I sit by the river in the morning. My hands still cold from the wind, but my back being warmed by the morning sun that has just made its way up over the redstone cliff behind me. An airplane is humming far above, some ravens are croaking and every now and then a couple of ducks are barking on the river.
I am waiting for the sun to climb up high enough to hit my tent and all my gear. All of that still has a thin layer of ice on it. I trust the sun to warm and melt it in no time, so I won’t have to set up a wet tent tonight. Then I will pack up and get back on the river again.
Todays plan is only a short 11 miles down to the Westwater Ranger station, where I will set up camp for the night. The weather looks amazing now, a light-blue cloudless sky and the promising sun, but it is supposed to rain tonight, so I want to make sure to find a good camp and have it all set up before that.
Once I am on the river, only a few miles down, I reach a section, where the river winds through black rocks. They lie in the water like sleeping elephants and there is a very particular silence about this place. I can’t quite figure out why, but this place feels almost haunted, but in a very serene and beautiful way.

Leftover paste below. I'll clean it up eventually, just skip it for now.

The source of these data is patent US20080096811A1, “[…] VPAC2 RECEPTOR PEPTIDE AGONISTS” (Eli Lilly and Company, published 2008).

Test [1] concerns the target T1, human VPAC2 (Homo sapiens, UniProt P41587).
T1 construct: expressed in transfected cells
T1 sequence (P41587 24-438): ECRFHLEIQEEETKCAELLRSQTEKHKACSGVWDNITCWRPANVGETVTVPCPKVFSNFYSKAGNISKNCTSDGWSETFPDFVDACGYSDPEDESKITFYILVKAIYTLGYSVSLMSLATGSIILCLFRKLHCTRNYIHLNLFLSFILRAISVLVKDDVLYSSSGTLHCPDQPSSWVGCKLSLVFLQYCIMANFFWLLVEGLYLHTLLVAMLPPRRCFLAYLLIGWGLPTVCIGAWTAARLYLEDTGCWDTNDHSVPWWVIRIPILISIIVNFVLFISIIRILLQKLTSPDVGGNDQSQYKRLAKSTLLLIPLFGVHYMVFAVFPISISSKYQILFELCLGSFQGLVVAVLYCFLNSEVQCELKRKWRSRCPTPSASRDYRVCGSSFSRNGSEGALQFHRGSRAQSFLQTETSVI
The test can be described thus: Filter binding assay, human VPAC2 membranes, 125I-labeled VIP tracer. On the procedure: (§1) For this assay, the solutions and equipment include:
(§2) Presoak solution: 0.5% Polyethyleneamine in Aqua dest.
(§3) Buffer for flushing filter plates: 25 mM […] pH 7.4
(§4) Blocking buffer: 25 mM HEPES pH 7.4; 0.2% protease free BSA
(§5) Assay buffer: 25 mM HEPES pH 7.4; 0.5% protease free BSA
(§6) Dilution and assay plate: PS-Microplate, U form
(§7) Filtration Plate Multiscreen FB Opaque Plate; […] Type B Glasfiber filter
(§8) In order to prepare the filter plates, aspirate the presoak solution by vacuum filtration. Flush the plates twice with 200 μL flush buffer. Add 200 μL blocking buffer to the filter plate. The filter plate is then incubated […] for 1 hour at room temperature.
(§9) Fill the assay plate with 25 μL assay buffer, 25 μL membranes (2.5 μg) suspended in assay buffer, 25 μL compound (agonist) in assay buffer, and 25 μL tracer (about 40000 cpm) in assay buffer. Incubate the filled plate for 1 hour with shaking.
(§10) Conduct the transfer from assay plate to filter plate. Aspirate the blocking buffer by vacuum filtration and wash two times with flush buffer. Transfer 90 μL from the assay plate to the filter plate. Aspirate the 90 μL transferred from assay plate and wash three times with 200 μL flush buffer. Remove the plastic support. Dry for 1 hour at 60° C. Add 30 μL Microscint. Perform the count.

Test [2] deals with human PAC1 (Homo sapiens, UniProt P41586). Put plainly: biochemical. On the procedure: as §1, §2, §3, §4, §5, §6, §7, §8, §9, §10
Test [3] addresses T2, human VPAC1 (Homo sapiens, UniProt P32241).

There are some little rapids here, and I get an idea how much fun this can be. I really hope to get the chance to learn some more about how I can safely do some bigger rapids (and how much of them this raft can take with the adequate skillet of the boatwoman).
When I get to Westwater Ranger Station, I see two pickup trucks parked out fron, so I assume there are rangers there. After tying my boat (“ALWAYS tie your boat” say Kate and Bill), I go to knock on the door, but no one answers. Looking up at the sky I a, certain it won’t take long for the weather to turn. I look around and see an open den, with a couple of chairs in it. It doesn’t look like it would be illegal to stay in there with this weather, so I take all my things in there and set up my camp.
Nothing much happens this afternoon. I watch the sheep on the pasture behind the house, I stretch and do some Yoga. There is no phone reception anywhere, so think it is as early as 7 pm when I get into my sleeping bag, listening to the wind rattle outside, and soon I begin to hear the first raindrops in the roof.
And boy, am I happy to have that roof. It is raining all night, sometimes pouring. I am pretty sure these amounts of water would have bent my tent over sideways. But I am glad for the desert, glad for the cottonwood trees, glad for the farmers, the wildlife and everyone around. It is a good winter and there is a chance it will be a good and wet spring for them too.